Moving Day – A New Web Server

I moved to a new web server this past weekend. I’m still using Linode but I switched from Ubuntu to Debian as the OS and made some configuration changes to Apache. The move was a relatively smooth process. This is my move checklist along with some other comments.

Tools TileI completed moving this website to a new server over the past weekend. I’m still using Linode as my host and running on a 512 MB Virtual Private Server (VPS). The changes were minor and should be transparent. I moved from Ubuntu to Debian as the OS but since Ubuntu is based on Debian there’s not too much difference. I had a few strange things happen on Ubuntu after updates so I’m hoping for a little more stability without actually having too learn anything new. Of course, soon after going live I had problems which seemed to be related to an update on Debian. So much for stability as a reason.

As I was building the new server I also worked to squash some annoyances and did some testing. I’d been having problems posting updates through xmlrpc (for example, from Windows Live Writer) to all my sites except this one. That problem didn’t exist on the the new server. I also had some scripts which stopped working as expected and these worked fine on the new server.

The major change (relatively speaking) was I switched Apache from using pre-fork MPM and mod_php to using worker MPM and mod_fcgid.  Worker-MPM was the default when I installed Apache on Debian so it was easy enough to get Apache working. Getting mod_fcgid and mod_actions to handle php was a little more complicated but not too bad. This has reduced the memory usage by the server since php isn’t running with each Apache instance. Performance seems to be about the same.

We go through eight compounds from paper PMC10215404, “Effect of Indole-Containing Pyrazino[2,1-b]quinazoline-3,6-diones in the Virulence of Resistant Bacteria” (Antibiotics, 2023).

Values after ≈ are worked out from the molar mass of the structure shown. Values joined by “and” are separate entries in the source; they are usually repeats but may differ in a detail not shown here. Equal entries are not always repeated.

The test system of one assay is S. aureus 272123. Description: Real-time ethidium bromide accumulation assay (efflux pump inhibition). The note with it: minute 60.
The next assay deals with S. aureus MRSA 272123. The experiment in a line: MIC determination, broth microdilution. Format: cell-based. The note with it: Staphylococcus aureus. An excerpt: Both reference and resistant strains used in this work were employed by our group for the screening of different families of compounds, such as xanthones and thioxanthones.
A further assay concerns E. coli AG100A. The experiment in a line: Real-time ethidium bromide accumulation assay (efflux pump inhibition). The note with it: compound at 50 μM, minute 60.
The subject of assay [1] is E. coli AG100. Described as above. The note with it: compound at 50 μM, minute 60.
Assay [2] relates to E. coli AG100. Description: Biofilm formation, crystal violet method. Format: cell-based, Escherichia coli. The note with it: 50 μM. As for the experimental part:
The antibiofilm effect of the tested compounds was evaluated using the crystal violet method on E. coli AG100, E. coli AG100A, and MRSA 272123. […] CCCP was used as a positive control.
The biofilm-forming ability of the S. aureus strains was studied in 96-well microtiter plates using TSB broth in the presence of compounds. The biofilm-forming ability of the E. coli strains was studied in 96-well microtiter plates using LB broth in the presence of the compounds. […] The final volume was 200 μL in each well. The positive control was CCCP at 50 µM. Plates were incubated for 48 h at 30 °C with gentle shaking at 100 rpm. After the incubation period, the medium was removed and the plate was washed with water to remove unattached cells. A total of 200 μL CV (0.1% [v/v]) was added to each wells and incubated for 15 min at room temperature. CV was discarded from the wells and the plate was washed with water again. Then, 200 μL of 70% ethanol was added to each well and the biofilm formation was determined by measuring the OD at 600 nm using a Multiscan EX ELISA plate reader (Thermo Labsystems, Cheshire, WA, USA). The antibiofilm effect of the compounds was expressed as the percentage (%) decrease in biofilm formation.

I considered switching to nginx from Apache but I decided I didn’t want to much change and I didn’t want to spend the time learning nginx. Staying with Apache meant that I would be keeping most of my configuration. Maybe sometime in the future.

I only made a couple changes to WordPress itself. There were some updates related to security keys in the WordPress configuration file. It’s been awhile since I updated that file so I was missing a lot of keys. Now I have all the keys and salts used by the current version. I also changed the database name and user to match my current naming convention.

My checklist for the move is below:

  1. Set the DNS TTL for the domain(s) to a low value (300 seconds) so the DNS change will take effect quicker for the actual move. Do this a couple days in advance.
  2. Backup all website files.
  3. Backup the database
  4. Backup the Apache site file
  5. Create the database on the new server – use the same name as the old server
  6. Create the database user – use the same name/password as the old server
  7. Copy the website files from the backup to the new server
  8. Copy Apache site file to the new server – edit the file for any changes such as IP address the site is on
  9. Restore the database from the backup
  10. Edit hosts file on new server so that the server resolves to itself for the website
  11. Edit hosts file on my PC so it resolves to the new server for the website
  12. Edit my permissions scripts to set file permissions for the site. Run the script to set/test permissions (I have a script I keep updated that will set the proper permissions each night in case I change them and forget to change them back or they get changed in an update.)
  13. Edit backup scripts to include the new site.
  14. Edit WordPress update script to include the new site (I update WordPress through svn)
  15. Update logrotate to include the new site
  16. Connect to the new server’s WordPress site (using the PC with the modified hosts file)
  17. Delete cache files for WP-Supercache and restart plugin (this plugin seemed to dislike being moved). Check the rest of the plugins.
  18. Test the website on the new server
  19. Make a minor change on the new site so it can be identified
  20. Change the DNS from the old server to point to the new server
  21. Allow some time for the DNS change to propagate. Access the site from a different PC or remove the entries from the local hosts file. It may be necessary to flush the cache when changing the local hosts file.
  22. Allow a few days to pass. Check the logs on the old server and if there’s no access (except some search engines and other web spiders) the server can be shut down.

The move itself went smoothly.